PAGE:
Photography in the High School Years

Discussion in 'Classic Manual Cameras' started by Mike Gammill, Sep 10, 2017.

  1. [QUOTE="Gary Nakayama - SF Bay Area, California, post: 5600975, member: 2105396"
    (snip on yearbook photography)

    The only con is, with digital, TOOOOO many photos are taken, 500-1,000+ shots at a major sport event, per photographer.

    With digital today, I try not to take sooo many, though maybe more than film days. Quality over quantity.

    But in my 7th and 8th grade yearbook days, I would buy 100 foot rolls from Freestyle, so I could afford more shots than some might.

    I also have a lot of shots from scout camp, that I might not have taken with more expensive film, mostly that I didn't print.
  2. This is from 8th grade with a camera that snaps onto a 126 cartridge, with no back, and otherwise as simple as possible. 472078_3611541049465_1787684695_o.jpg
  3. I remember those little cameras, Glen. Years later a similar model that took the 110 cartridge was also made. I think I have some 126 photos from my 7th grade years, probably on Verichrome Pan, developed in my Dad's darkroom.
  4. I remember the 110 models, but never owned one.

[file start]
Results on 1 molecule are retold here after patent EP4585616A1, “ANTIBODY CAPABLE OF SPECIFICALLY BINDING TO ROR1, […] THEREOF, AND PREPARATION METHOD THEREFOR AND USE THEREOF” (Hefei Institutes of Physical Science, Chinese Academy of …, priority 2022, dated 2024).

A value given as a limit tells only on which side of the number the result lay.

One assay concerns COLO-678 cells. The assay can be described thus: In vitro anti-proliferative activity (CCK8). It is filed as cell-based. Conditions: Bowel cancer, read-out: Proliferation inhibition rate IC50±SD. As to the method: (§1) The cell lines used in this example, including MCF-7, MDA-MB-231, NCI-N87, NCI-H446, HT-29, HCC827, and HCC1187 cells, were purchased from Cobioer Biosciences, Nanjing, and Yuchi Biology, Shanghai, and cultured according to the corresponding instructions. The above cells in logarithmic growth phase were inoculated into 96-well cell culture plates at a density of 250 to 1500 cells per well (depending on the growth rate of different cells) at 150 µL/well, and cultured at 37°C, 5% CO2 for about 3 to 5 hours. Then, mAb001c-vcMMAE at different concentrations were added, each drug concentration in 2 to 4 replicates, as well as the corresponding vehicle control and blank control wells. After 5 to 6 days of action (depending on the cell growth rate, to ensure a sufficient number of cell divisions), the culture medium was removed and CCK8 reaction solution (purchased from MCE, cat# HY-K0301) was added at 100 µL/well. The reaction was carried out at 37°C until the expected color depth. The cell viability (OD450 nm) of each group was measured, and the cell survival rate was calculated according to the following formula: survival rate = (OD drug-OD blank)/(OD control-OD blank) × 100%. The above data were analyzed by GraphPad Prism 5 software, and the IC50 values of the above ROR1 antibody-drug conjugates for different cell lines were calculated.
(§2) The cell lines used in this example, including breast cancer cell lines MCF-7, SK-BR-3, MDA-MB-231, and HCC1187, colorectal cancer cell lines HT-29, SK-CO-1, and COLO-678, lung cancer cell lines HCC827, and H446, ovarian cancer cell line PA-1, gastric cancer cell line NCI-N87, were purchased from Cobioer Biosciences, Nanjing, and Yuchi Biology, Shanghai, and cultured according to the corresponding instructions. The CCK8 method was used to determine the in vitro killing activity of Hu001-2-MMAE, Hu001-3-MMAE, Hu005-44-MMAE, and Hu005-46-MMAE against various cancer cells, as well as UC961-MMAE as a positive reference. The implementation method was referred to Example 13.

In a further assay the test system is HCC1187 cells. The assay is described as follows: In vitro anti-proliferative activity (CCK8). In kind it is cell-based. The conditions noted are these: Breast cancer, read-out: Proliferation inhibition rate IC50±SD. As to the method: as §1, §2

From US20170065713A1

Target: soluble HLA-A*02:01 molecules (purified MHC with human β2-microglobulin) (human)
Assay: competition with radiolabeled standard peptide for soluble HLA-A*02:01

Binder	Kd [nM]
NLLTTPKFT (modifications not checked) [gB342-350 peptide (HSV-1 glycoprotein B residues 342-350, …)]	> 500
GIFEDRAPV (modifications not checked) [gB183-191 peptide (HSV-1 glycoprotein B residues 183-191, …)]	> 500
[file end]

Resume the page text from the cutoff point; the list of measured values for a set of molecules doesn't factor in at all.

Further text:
I did use other 110 cameras in the early 110 years, and develop them with my Yankee II tank.
  5. True street photography. Little posing or subliminal agendas.
  6. That one, I believe, is Ektachrome 400 and my first roll of it. Actual street photography, though college years and not high school years.

    Before EL, I wouldn't have even tried, but with it, I had to try it available light.

    This is people standing around, watching a bonfire, on a Pasadena street intersection.
  7. When 400 ISO color became available I tried it at once. During my senior year of high school Fuji came out with Fujicolor 400. Kind of grainy, but decent color. Somewhere I still have the roll that I tried. We had a camera shop then and the Fuji rep gave me a roll to try. When Ektachrome 400 became available I wasted no time having a roll push processed for I.E. 800. I'll have to find those for a future thread.

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